Something he said as recently as February 2019 has even required a bit of a walk-back. Sanders then refused to call Venezuelan President Nicolás Maduro a dictator, instead emphasizing the “democratic operations taking place in that country.” Sanders reversed himself less than a year later, calling Maduro a dictator and a tyrant.

Much of Sanders’s past praise for socialist authoritarian regimes was rooted in his criticism of U.S. foreign policy, but as The Fix’s Aaron Blake noted this week, Sanders often went “further than just saying the United States should stay out” of those countries and has struck a different balance than other U.S. politicians who have praised some elements of countries such as Cuba.

Blake had laid out a number of nuggets after Sanders’ 60 Minutes interview opened the floodgates:

  • In 1986, he said of Cuba: “I was very excited and impressed by the Cuban revolution.”
  • In 1987, he said while talking about Cuba that the Reagan administration “seeks to prop up governments of the rich while attempting to destroy genuine revolutionary movements.”
  • In 1985, he said Americans opposed communist and socialist leaders because they didn’t understand the problems of poverty in those countries. “The American people — many of us — are intellectually lazy,” Sanders said.
  • In 1988, while visiting the Soviet Union, he praised it for having lower housing and health-care costs than the United States, while acknowledging the quality wasn’t as good.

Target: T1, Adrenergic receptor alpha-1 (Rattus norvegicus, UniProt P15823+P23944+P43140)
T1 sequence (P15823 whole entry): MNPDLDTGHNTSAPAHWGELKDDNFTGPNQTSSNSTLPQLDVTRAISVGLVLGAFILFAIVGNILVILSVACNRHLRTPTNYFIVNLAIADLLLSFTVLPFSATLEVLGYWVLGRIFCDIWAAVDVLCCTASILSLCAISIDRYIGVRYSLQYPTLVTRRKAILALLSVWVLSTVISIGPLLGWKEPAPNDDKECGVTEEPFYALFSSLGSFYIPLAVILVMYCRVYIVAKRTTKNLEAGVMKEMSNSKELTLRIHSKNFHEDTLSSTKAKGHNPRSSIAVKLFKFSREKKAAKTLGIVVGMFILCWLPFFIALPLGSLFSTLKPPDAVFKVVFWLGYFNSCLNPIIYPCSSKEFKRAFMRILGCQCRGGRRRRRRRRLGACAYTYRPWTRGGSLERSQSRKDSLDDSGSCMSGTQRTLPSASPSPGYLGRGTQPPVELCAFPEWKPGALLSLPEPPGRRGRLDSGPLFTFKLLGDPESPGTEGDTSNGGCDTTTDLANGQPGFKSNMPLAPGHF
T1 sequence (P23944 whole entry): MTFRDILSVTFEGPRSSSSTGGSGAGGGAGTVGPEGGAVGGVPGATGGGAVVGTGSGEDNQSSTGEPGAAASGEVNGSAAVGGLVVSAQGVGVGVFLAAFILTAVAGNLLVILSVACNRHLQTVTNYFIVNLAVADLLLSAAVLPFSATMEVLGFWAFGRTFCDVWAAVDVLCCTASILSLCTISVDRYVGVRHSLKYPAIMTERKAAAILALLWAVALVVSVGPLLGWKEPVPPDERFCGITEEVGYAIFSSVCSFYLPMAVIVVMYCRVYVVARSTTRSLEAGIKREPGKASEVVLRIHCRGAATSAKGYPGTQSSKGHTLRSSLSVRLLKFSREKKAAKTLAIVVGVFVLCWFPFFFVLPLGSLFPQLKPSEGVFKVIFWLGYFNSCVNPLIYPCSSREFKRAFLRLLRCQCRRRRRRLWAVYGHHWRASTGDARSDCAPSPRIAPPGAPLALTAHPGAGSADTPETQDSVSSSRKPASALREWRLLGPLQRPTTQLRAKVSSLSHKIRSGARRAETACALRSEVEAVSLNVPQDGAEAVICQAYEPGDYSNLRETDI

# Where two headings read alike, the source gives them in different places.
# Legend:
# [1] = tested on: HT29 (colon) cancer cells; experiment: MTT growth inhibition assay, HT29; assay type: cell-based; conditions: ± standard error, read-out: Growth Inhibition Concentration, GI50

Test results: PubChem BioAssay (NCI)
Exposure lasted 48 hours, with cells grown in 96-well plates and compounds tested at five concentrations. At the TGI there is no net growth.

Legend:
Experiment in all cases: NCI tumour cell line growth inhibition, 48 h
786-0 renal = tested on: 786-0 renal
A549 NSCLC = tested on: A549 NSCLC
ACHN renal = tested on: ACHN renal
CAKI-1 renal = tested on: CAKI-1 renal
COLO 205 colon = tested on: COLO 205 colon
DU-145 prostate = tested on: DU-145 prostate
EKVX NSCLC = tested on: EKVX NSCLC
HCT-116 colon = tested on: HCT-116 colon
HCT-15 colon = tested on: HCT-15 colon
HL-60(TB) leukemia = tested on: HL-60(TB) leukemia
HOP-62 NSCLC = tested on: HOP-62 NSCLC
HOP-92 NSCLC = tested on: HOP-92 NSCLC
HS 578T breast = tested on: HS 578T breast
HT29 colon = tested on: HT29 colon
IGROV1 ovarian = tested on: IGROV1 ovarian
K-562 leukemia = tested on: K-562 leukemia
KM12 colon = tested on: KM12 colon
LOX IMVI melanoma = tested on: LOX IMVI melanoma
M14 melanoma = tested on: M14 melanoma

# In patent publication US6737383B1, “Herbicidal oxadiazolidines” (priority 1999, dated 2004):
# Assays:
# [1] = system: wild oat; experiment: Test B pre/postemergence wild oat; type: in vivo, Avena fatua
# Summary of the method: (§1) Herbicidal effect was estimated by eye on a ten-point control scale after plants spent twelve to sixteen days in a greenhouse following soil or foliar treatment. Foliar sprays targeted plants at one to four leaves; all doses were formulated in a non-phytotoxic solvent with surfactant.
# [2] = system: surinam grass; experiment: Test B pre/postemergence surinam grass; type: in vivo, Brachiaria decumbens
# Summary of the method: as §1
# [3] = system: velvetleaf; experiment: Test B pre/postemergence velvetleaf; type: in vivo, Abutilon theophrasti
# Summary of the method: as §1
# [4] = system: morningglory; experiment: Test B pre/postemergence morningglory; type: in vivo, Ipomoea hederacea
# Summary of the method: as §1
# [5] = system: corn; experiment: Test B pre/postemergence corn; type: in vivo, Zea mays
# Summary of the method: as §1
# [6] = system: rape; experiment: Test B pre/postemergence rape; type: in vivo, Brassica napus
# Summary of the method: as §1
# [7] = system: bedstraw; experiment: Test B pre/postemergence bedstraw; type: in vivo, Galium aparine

• Last year, he said of China: “China is a country that is moving unfortunately in a more authoritarian way in a number of directions. But what we have to say about China in fairness to China and it’s leadership is if I’m not mistaken they have made more progress in addressing extreme poverty than any country in the history of civilization, so they’ve done a lot of things for their people.”

Sanders would then repeat that last argument in a CNN town hall event with Chris Cuomo, making the issue acute all over again. The NYT report gives us some mildly interesting historical gloss on the problem, but Sanders has made this crucial failing readily apparent for decades. The real issue is that the national media has studiously ignored it for more than four years, until Sanders’ insistence on doubling down on his useful idiocy.